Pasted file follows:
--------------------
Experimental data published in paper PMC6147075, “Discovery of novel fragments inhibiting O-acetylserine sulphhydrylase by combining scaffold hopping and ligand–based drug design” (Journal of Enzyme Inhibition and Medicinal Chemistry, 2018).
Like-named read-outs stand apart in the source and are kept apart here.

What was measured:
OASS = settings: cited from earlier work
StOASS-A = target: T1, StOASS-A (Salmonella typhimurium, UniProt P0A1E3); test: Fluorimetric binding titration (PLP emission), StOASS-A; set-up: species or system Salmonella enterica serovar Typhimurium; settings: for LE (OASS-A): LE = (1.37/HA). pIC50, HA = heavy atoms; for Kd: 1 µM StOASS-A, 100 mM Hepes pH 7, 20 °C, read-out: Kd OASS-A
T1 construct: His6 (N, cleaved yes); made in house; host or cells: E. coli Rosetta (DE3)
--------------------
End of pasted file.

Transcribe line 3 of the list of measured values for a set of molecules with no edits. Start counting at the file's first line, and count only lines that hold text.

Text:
What was measured: